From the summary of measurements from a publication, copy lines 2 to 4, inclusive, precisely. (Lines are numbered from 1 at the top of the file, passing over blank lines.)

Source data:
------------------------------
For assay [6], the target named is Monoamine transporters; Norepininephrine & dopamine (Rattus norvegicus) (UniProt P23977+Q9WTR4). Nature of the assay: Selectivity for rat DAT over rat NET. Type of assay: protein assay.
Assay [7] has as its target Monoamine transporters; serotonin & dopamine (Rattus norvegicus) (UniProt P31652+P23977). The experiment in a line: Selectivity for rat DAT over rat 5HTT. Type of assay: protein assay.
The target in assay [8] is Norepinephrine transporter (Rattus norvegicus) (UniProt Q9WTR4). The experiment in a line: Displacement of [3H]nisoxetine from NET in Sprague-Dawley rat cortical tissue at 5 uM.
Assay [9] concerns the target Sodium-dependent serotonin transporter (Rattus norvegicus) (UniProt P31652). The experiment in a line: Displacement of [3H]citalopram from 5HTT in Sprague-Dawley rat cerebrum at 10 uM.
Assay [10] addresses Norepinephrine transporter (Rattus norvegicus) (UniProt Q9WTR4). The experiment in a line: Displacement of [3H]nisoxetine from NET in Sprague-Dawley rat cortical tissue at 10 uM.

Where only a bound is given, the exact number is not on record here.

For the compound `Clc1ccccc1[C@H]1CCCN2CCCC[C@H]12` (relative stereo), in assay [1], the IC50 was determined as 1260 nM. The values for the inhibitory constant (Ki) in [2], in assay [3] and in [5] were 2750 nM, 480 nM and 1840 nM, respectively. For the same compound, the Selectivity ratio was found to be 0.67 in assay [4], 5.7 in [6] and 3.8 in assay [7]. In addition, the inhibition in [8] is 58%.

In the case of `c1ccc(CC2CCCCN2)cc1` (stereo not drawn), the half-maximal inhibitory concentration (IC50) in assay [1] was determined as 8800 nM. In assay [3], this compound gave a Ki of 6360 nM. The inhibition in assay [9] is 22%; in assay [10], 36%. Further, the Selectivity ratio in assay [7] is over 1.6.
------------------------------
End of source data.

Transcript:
Assay [7] has as its target Monoamine transporters; serotonin & dopamine (Rattus norvegicus) (UniProt P31652+P23977). The experiment in a line: Selectivity for rat DAT over rat 5HTT. Type of assay: protein assay.
The target in assay [8] is Norepinephrine transporter (Rattus norvegicus) (UniProt Q9WTR4). The experiment in a line: Displacement of [3H]nisoxetine from NET in Sprague-Dawley rat cortical tissue at 5 uM.
Assay [9] concerns the target Sodium-dependent serotonin transporter (Rattus norvegicus) (UniProt P31652). The experiment in a line: Displacement of [3H]citalopram from 5HTT in Sprague-Dawley rat cerebrum at 10 uM.